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Officials disagree over child poverty action

Published: 5:04PM Sunday November 03, 2013 Source: ONE News

The Government says enshrining its action plan to tackle child poverty into law is the wrong approach despite one child expert saying the law is necessary.

It's estimated 270,000 New Zealand children are living on the breadline but with no official measure of the problem the Children's Commissioner is pushing for legislation.

"It's the youngest children who are most affected by poverty," Russell Wills says.

"You can look at the things that kids miss out on, like being able to afford to be able to go to the GP, shoes that fit, a raincoat, their own bed, those kinds of things. And that material deprivation really matters. That's what makes a big difference to education and health and social justice outcomes," Dr Wills told Q A this morning.

"The patients that I see typically have cold, damp houses...they often can't afford to do the basics that our kids would take for granted, like to go on school trips and have stationery and a uniform, shoes that fit...their houses really are in a shocking state. Most kids who are living in poverty live in private rentals, not state rentals but private rentals, and those houses are in appalling state.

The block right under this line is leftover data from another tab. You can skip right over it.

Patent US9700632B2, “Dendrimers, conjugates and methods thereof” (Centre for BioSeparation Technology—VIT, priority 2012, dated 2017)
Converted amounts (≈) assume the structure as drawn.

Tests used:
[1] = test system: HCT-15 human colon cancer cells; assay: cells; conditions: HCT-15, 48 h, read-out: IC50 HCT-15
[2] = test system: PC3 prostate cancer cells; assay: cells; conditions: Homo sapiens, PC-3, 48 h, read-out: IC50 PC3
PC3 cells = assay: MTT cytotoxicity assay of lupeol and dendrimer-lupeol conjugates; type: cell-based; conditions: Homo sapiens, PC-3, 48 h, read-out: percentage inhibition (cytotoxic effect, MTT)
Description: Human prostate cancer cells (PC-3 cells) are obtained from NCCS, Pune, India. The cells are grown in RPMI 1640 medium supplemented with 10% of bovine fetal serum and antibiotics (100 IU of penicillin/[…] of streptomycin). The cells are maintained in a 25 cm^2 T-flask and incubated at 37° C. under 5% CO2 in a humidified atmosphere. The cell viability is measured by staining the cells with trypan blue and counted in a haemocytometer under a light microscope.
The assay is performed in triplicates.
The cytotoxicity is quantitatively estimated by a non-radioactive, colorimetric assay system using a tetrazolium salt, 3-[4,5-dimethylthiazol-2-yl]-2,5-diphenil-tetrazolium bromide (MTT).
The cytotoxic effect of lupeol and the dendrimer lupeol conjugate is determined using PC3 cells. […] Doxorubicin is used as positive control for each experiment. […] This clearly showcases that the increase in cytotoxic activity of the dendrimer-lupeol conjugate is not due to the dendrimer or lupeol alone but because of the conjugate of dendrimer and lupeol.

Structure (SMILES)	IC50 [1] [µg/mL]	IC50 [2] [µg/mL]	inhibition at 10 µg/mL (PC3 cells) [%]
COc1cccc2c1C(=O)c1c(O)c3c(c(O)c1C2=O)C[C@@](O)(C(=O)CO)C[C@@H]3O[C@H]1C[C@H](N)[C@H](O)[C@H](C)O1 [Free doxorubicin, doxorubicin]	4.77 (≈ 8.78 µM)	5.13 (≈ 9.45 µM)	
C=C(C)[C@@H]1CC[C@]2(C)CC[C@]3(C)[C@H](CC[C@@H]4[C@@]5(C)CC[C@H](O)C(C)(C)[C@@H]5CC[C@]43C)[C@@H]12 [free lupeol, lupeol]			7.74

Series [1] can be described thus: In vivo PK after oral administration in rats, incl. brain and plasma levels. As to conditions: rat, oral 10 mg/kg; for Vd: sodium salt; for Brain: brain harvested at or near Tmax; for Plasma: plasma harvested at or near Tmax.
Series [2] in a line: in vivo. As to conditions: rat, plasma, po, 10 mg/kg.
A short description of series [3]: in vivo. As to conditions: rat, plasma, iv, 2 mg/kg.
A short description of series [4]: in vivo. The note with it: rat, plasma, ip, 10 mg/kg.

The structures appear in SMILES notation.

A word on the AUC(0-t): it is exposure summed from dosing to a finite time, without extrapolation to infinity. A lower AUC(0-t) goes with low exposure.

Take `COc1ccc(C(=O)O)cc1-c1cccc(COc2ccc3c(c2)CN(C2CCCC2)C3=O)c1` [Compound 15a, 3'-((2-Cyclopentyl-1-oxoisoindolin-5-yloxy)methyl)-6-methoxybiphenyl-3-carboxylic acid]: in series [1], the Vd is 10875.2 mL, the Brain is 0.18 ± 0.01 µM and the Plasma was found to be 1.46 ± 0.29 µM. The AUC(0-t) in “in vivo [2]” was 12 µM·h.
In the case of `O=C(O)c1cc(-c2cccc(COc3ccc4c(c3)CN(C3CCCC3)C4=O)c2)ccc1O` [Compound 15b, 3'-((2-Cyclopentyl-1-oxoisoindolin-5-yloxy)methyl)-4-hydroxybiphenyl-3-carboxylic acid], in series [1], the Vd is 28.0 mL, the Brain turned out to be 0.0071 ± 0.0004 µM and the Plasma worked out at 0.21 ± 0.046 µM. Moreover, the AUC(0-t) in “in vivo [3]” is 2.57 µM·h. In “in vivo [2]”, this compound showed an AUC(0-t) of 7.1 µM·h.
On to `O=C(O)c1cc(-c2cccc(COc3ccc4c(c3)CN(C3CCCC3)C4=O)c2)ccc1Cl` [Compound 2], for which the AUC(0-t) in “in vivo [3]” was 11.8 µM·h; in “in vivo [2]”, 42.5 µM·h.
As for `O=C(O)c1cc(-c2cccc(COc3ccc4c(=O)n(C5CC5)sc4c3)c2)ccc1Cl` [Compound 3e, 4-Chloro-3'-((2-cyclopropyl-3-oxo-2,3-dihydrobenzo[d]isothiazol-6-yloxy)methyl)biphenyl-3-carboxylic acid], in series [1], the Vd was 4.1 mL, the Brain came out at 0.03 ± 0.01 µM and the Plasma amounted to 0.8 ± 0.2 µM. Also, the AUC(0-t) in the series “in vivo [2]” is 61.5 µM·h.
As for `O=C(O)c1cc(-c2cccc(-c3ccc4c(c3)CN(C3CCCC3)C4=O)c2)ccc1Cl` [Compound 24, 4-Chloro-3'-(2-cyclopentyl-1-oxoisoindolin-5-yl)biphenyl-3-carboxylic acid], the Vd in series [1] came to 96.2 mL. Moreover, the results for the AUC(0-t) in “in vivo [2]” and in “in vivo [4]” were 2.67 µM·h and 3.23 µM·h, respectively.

"Having a warrant of fitness again is one of those very practical recommendations that the Expert Advisory Group recommended...we know that will make a big difference."

The Commissioner wants the Government to embed legislation that tackles the problem.

"In the UK they manage to get cross party support and agreement to have a plan, to have targets and make ministers and chief executives accountable," Mr Wills says.

But the Social Development Minister says times are changing are more flexibility is needed.

"It's what happens on the ground that matters most," Paula Bennett told Q+A.

"What is going to make the biggest difference for child poverty...is tackling the tough stuff. That is long-term welfare dependence."

Finance Minister Bill English has ruled out actually measuring poverty because he said it makes no sense but Mr Wills says it is possible to have relative measures and absolute measures.

"They need to be kept up to date with inflation, so you take a baseline. It's called a fixed line measure...we look at severe poverty, we look at the ability of families to get out of poverty," the Commissioner says.

New Zealand's social mobility is "really low", Mr Wills says, adding that it's more difficult if you're born into a low-income family to get out of that than in many countries with lots of structural barriers.

"Other countries with similar GDP to us have lower rates of child poverty."

But Mr Wills says cross-party support is necessary for progress to be sustainable going forward.

"I think our political leaders do care about child poverty, no matter what hue they are, I think they do care, and I think that it's in them to have a joined-up plan for this."

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